Uyghur children play while their relatives rest outside their house, decorated with Chinese lanterns and barbed wire, at a complex in Hotan, Sept. 20, 2018.
Male Han Chinese “relatives” assigned to monitor the homes of Uyghur families in northwest China’s Xinjiang Uyghur Autonomous Region (XUAR) regularly sleep in the same beds as the wives of men detained in the region’s internment camps, according to sources who have overseen the forced stayovers.
Since late 2017, Muslim—and particularly Uyghur—families in the XUAR have been required to invite officials into their homes and provide them with information about their lives and political views, while hosts are also subjected to political indoctrination.
The “Pair Up and Become Family” program is one of several repressive policies targeting Uyghurs in the region, which have also seen the build out of a vast network of camps, where authorities have held up to 1.5 million Uyghurs and other Muslim ethnic minorities accused of harboring “strong religious views” and “politically incorrect” ideas since April 2017.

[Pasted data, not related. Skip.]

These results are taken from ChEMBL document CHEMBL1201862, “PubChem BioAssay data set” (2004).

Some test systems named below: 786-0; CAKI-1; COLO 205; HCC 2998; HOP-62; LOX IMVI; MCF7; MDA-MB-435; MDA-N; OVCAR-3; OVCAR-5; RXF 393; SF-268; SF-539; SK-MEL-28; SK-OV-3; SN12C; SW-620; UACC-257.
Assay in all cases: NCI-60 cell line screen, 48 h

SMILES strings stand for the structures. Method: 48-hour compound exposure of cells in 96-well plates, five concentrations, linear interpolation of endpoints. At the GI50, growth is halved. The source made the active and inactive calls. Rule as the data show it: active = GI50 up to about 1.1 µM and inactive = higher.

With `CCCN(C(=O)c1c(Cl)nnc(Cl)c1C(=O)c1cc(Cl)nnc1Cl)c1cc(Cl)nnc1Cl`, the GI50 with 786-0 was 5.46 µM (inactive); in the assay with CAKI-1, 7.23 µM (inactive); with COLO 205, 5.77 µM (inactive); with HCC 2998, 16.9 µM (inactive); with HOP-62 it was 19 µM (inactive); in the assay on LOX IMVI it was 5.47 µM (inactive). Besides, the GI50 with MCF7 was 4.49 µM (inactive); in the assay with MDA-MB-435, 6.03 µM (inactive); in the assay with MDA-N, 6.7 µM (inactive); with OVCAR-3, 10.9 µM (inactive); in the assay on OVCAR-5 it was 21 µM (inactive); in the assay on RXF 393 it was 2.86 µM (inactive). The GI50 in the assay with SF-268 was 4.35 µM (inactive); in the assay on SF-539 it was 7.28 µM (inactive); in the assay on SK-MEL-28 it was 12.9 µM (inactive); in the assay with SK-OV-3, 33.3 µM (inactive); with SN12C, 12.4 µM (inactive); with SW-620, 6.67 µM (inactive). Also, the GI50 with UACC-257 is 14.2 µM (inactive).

RFA’s Uyghur Service recently spoke about the program with a ruling Communist Party cadre in Kashgar (in Chinese, Kashi) prefecture’s Yengisar (Yingjisha) county, who said that 70 to 80 families in the township he oversees have Chinese, mostly male, “relatives” that stay for up to six days at each household—many of which have male family members in detention.
“The ‘relatives’ come to visit us here every two months … they stay with their paired relatives day and night,” he said, speaking on condition of anonymity.